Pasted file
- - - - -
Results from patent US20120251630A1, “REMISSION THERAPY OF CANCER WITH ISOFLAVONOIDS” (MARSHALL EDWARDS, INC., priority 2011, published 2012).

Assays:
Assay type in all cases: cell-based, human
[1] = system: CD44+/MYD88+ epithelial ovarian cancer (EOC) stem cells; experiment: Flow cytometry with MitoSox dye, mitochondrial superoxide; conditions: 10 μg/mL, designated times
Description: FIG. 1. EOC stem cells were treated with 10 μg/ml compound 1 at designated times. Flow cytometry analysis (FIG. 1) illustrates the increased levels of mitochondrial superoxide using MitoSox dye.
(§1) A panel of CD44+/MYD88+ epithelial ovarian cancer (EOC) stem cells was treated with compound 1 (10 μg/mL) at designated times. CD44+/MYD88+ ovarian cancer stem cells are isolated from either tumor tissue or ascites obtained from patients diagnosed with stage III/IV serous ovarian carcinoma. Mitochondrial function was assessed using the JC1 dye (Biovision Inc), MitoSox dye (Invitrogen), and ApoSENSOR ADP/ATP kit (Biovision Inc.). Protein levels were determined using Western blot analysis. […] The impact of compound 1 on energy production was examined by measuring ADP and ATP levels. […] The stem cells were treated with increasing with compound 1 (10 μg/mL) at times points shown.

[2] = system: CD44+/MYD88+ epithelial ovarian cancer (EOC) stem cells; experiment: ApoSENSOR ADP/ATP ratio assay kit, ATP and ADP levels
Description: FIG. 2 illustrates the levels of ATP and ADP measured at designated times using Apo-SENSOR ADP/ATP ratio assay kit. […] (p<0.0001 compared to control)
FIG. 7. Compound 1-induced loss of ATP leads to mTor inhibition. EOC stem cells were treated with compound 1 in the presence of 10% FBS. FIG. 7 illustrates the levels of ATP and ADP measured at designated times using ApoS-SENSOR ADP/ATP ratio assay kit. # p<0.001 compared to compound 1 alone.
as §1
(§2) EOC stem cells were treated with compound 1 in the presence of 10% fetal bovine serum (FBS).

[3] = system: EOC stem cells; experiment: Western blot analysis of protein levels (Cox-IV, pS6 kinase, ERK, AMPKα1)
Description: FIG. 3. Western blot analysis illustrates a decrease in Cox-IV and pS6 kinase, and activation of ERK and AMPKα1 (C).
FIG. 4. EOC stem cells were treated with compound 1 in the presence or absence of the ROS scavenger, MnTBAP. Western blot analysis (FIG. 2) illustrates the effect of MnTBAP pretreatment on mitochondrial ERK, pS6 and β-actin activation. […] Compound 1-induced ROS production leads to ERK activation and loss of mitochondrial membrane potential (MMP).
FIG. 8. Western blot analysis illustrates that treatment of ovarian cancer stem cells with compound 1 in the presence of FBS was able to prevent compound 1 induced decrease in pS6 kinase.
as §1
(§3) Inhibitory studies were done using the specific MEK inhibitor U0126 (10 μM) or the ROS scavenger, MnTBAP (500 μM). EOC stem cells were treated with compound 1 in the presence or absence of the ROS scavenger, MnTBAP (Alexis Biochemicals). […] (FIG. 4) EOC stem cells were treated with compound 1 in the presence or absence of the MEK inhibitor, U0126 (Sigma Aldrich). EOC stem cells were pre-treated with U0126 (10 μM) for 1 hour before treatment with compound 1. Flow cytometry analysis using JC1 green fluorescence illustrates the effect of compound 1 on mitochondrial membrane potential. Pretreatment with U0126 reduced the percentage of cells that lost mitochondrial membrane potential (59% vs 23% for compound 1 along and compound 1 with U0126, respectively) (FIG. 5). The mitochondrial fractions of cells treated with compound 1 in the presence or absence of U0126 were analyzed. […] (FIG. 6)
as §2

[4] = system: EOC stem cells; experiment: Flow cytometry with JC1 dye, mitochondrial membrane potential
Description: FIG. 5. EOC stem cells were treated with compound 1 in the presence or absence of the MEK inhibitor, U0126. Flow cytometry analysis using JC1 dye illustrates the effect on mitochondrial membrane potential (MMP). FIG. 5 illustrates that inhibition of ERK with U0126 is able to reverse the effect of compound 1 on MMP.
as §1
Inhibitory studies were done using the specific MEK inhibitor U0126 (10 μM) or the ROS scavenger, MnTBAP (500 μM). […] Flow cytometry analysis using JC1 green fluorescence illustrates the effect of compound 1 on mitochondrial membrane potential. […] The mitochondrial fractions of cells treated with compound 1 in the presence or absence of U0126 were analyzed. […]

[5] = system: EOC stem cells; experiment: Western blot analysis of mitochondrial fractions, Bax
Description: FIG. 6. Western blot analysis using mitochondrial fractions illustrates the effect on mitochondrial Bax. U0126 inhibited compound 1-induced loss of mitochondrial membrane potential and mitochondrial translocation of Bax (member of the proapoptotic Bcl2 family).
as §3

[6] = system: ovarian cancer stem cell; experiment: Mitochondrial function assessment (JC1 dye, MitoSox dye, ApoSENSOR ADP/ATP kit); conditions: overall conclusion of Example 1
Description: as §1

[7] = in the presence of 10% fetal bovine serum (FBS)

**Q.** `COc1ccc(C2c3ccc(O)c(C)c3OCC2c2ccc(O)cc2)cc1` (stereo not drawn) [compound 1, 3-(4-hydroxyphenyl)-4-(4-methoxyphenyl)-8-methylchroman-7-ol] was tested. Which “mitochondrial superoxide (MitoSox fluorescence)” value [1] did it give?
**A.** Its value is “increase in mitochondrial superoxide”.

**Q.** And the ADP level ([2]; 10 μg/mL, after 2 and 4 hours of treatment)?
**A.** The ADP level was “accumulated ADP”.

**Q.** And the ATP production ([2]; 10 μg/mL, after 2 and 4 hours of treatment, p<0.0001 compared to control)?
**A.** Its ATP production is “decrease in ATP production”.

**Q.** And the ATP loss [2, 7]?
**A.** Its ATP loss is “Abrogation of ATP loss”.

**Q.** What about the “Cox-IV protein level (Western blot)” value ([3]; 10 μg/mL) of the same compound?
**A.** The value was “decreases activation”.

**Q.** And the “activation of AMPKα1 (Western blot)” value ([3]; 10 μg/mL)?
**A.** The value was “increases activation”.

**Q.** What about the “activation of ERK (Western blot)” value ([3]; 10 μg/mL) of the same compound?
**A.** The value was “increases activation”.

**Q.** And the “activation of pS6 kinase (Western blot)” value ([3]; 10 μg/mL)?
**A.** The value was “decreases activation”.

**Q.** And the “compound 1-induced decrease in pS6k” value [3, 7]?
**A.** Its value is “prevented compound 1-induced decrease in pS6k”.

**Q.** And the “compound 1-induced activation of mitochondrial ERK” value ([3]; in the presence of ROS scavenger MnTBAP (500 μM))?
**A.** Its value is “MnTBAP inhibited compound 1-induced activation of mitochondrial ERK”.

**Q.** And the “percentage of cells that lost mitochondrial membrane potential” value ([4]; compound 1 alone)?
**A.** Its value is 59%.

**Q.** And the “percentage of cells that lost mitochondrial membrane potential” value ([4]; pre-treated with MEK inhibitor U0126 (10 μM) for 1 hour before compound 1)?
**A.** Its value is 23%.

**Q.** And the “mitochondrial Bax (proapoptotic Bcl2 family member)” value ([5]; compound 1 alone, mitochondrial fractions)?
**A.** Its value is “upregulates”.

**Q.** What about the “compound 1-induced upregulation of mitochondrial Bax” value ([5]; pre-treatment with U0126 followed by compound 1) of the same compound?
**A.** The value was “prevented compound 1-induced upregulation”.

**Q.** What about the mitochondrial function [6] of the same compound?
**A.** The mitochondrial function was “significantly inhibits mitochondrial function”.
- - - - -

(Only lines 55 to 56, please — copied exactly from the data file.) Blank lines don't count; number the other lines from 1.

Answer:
**Q.** What about the “compound 1-induced upregulation of mitochondrial Bax” value ([5]; pre-treatment with U0126 followed by compound 1) of the same compound?
**A.** The value was “prevented compound 1-induced upregulation”.